Chernobylite Game Review

Whether you are a gamer or not, you must have heard about Chernobylite by now some or the other way. This game is truly the best in the horror genre. The Chernobyl game has always been a setting ripe for games to embrace. It took players to The Zone, impressing many with its unforgettable atmosphere and immersion.

This is the first game in recent years that explored the Chernobyl Excursion Zone. It comes with eight hours of straight gameplay to experience. The entire area has been baked with radiation. That makes it uninhabitable since the reactor overloaded.

Although the event was a terrible thing, it does inspire some interesting radioactive themed horror for game developers to explore. If you have not played League of Legends yet, here is a review for you.

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This will hopefully help you make your decision whether to take up this game or not.

Introduction & Background

The Chernobyl disaster is one of the most dangerous tragedies in history. It has recently been brought back into the spotlight through HBO miniseries. It was incredibly well-reviewed. But, In the realm of video games, Chernobyl has seen surprisingly little focus. Just the S.T.A.L.K.E.R. franchise and that one Call of Duty 4: Modern Warfare mission and that’s it.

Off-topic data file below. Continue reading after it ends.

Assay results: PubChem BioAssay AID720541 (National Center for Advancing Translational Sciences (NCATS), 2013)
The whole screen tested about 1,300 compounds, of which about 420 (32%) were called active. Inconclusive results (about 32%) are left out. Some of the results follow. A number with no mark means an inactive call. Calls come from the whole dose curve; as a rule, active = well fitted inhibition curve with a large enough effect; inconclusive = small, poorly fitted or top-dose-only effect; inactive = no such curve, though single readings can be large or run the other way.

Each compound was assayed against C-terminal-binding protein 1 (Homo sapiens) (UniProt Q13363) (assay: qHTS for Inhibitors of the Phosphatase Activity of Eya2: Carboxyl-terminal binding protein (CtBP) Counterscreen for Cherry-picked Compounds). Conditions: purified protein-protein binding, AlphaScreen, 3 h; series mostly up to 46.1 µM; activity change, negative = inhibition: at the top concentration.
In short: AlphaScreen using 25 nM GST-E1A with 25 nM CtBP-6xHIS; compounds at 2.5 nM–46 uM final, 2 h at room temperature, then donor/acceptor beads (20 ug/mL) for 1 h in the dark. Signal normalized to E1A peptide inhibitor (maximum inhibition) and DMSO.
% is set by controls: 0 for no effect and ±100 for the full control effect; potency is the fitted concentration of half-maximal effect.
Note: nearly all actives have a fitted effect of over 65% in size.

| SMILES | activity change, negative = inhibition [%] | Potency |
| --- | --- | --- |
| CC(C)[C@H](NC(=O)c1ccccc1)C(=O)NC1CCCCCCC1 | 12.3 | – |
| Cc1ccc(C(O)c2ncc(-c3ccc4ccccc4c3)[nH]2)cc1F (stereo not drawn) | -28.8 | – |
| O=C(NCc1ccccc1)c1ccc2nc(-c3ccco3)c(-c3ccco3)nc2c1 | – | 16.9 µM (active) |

The folks at Farm 51 have changed that with their survival-horror project Chernobylite. The Farm 51, the studio behind games like World War 3 and the Get Even, made “Chernobylite”. As the name Chernobylite suggests, the game is a rogue-lite of sorts.

Each playthrough will be entirely unique, introducing new story elements, characters to interact with, and new in-game events.

It is a science-fiction survival-horror experience. In case the title is not a dead giveaway, the game is set in the Chernobyl Exclusion Zone, 30 years after the events that led to its creation, and it bears more than a passing resemblance to that other Chernobyl-based shooter series like Stalker.

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You might already know that Chernobylite is a “technogenic compound” with a high percentage of uranium and it’s highly radioactive, glossy, glass-like material created when Chernobyl’s Reactor 4 melted down in 1986. The glass-like material is a Chernobylite crystal.